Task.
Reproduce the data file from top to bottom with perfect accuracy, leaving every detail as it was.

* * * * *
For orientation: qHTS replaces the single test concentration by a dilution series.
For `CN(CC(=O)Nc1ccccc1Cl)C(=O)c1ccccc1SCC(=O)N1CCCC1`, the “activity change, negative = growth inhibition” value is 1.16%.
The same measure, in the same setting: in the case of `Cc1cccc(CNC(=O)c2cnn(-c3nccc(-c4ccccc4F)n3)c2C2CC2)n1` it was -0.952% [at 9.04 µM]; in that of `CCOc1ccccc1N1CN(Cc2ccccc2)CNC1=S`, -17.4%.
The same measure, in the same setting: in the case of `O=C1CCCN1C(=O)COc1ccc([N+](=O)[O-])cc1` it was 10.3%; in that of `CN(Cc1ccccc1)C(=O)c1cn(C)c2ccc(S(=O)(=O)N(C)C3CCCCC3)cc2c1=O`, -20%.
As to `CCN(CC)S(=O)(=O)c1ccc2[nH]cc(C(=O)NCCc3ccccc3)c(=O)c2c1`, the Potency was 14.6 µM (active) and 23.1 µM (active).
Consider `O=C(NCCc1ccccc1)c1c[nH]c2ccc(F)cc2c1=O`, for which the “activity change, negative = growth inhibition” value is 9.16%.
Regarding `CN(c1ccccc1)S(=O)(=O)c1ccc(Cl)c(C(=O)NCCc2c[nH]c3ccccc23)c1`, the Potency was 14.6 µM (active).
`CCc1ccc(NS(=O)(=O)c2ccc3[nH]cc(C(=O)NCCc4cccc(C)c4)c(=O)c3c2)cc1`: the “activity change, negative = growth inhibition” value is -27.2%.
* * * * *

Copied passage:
For orientation: qHTS replaces the single test concentration by a dilution series.
For `CN(CC(=O)Nc1ccccc1Cl)C(=O)c1ccccc1SCC(=O)N1CCCC1`, the “activity change, negative = growth inhibition” value is 1.16%.
The same measure, in the same setting: in the case of `Cc1cccc(CNC(=O)c2cnn(-c3nccc(-c4ccccc4F)n3)c2C2CC2)n1` it was -0.952% [at 9.04 µM]; in that of `CCOc1ccccc1N1CN(Cc2ccccc2)CNC1=S`, -17.4%.
The same measure, in the same setting: in the case of `O=C1CCCN1C(=O)COc1ccc([N+](=O)[O-])cc1` it was 10.3%; in that of `CN(Cc1ccccc1)C(=O)c1cn(C)c2ccc(S(=O)(=O)N(C)C3CCCCC3)cc2c1=O`, -20%.
As to `CCN(CC)S(=O)(=O)c1ccc2[nH]cc(C(=O)NCCc3ccccc3)c(=O)c2c1`, the Potency was 14.6 µM (active) and 23.1 µM (active).
Consider `O=C(NCCc1ccccc1)c1c[nH]c2ccc(F)cc2c1=O`, for which the “activity change, negative = growth inhibition” value is 9.16%.
Regarding `CN(c1ccccc1)S(=O)(=O)c1ccc(Cl)c(C(=O)NCCc2c[nH]c3ccccc23)c1`, the Potency was 14.6 µM (active).
`CCc1ccc(NS(=O)(=O)c2ccc3[nH]cc(C(=O)NCCc4cccc(C)c4)c(=O)c3c2)cc1`: the “activity change, negative = growth inhibition” value is -27.2%.